How to Combine TMS with Other Treatments for Depression
Depression is a debilitating mental health condition that adversely affects all aspects of day-to-day life. If left untreated, depression leads to decreased productivity, damaged relationships, and deteriorating personal circumstances. The pathway to the light, from the darkness of depression is not always a linear one. Challenges oftentimes present, making it difficult to overcome feelings of desperation and hopelessness. Psychiatrists routinely recommend medication as a first line of defense against depression. A variety of SNRIs (Serotonin Norepinephrine Reuptake Inhibitors) and SSRIs (Serotonin Selective Reuptake Inhibitors) are routinely prescribed to treat depression. Some are more effective than others, but each individual must be assessed one at a time.
Challenges with Antidepressant Medications
Every type of antidepressant has some or other unwanted side effects. These vary from one antidepressant class of drugs to the next. For example:
- Monoamine oxidase inhibitors – hypertension.
- Tricyclic antidepressants – dry mouth, blurred vision, glaucoma, urinary issues, sexual dysfunction, cognitive impairment, tachycardia, constipation.
- Selective serotonin reuptake inhibitors – gastrointestinal issues, central nervous system issues, sexual dysfunction, and risk of seizures.
- Norepinephrine and dopamine reuptake inhibitors – sedation, dry mouth, insomnia, increased blood pressure, nausea, headaches, dizziness.
- Noradrenaline and serotonin specific antidepressants – dry mouth, sedation, weight gain, constipation, headaches, and drowsiness.
At times, certain antidepressant medications can also result in suicidal thoughts. That’s why every medication administered to patients should be carefully assessed to ensure that it is the right fit. To this end, therapists, licensed mental health counselors, and medical professionals should be engaged with patients every step of the way. According to Hollon et al. 2002, there is a rising prevalence of depression despite a dramatic increase in antidepressant use. This troubling reality has given rise to a synergistic approach to tackling depression. This involves a multi-faceted approach, including medication, therapy, and additional treatment options. When tackled in such a manner, depression can be combated.
Using Medication, Therapy, and TMS for Depression
Transcranial Magnetic Stimulation (TMS) is currently one of the most exciting treatment options for depression. TMS for depression has been around for some time, but is only now starting to gain widespread prominence in the medical community as a highly effective option. At its core, TMS is a specialized treatment that uses magnetic wave stimulation to target neural activity in troubled parts of the brain. It is believed that people with depression are associated with ineffective neural activity, owing to the absence of dopamine and serotonin – the feel good chemicals – that antidepressant medications are used for.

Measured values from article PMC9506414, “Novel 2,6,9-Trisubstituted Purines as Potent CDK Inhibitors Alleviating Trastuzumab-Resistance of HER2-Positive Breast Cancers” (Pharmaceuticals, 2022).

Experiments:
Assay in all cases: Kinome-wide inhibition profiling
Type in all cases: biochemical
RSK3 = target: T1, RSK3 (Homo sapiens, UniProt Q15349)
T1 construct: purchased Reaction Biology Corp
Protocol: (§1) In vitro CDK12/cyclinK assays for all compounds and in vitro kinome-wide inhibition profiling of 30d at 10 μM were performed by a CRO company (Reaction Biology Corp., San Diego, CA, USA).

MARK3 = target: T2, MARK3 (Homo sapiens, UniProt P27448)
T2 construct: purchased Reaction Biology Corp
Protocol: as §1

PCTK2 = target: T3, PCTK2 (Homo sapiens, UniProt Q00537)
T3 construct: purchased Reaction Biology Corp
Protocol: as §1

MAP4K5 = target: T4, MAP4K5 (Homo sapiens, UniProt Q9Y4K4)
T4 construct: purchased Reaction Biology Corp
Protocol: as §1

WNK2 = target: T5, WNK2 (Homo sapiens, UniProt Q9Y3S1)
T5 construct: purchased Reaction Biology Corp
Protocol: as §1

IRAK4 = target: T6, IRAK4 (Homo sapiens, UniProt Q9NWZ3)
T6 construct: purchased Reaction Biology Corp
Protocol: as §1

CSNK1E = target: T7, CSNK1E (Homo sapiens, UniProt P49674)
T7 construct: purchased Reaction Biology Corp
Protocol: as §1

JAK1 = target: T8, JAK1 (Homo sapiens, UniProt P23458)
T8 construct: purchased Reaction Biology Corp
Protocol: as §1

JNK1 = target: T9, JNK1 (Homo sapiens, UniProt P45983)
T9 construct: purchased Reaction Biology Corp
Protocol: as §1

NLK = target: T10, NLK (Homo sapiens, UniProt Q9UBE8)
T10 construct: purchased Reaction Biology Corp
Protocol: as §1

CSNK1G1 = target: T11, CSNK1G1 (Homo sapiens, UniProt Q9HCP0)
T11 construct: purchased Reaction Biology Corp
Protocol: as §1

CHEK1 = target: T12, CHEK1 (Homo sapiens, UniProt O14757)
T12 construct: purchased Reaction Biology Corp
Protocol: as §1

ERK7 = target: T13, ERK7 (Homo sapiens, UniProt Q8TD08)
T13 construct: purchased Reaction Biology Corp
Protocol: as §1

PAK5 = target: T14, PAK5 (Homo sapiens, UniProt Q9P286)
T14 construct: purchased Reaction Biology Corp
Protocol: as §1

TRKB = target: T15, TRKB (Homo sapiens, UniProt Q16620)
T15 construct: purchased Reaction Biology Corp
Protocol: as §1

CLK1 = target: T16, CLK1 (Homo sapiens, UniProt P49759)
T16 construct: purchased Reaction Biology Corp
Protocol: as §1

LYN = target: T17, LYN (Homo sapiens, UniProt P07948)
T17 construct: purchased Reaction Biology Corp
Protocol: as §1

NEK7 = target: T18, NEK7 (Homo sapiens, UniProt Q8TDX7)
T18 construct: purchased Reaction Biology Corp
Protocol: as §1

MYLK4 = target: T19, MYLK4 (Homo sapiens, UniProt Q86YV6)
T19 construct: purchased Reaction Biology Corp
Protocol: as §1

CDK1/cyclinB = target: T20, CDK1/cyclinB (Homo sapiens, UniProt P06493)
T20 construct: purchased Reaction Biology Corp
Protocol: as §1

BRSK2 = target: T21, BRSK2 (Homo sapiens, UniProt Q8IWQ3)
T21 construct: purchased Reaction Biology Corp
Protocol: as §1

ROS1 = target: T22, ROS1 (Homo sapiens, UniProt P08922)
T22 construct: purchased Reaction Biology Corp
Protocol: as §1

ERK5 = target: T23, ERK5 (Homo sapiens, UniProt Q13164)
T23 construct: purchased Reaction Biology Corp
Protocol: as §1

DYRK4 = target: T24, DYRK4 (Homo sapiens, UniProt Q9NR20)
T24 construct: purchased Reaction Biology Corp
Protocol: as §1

With TMS, there is no surgical procedure to worry about. It is an outpatient treatment regimen which lasts between 20 minutes – 40 minutes per session, depending on where you’re being treated. The patient discusses all aspects of their mental health with a medical professional who then decides upon the appropriate course of action with TMS, in concert with medication and/or therapy. The appropriate treatment plan will be written up and administered. During the actual procedure, the virtually painless treatment starts working from the get go. The complexity of the human brain should not be underestimated. Fortunately, psychiatrists, neuroscientists, and technologically advanced companies have started pooling their collective efforts in determining how best to tackle underperforming neural activity in the brain.
The goal is to use a non-invasive procedure to stimulate neurons in that part of the brain associated with depression. Naturally, the quality of the TMS treatment depends upon the provider and the equipment that is used. The benchmark of excellence in this arena is the BrainsWay Deep TMS™ methodology, where a mobile helmet-style device is used while the patient is fully awake, watching TV, reading, writing, or listening to music. Since the sessions only last for 20 minutes – 40 minutes, 5 days a week, for several weeks, this gradual process builds incrementally on previous sessions to rollback symptoms of depression, lift mood, and enhance the quality of the patient’s life. It is fully cleared by the FDA, and is now the preferred non-surgical rout to take.
Previously, patients were relegated to painful and potentially dangerous treatment options. These included Vagal Nerve Stimulation (VNS), Electroconvulsive Therapy (ECT), and Deep Brain Stimulation (DBS). According to the Journal of Neurosurgery (JNS), ‘An estimated 20% of patients with major depression are refractory to existing therapies.’ This underscores just how important it is for all options to be considered when treating depression. It is particularly true of treatment resistant depression. For that particular mental health condition, TMS has already proven highly effective.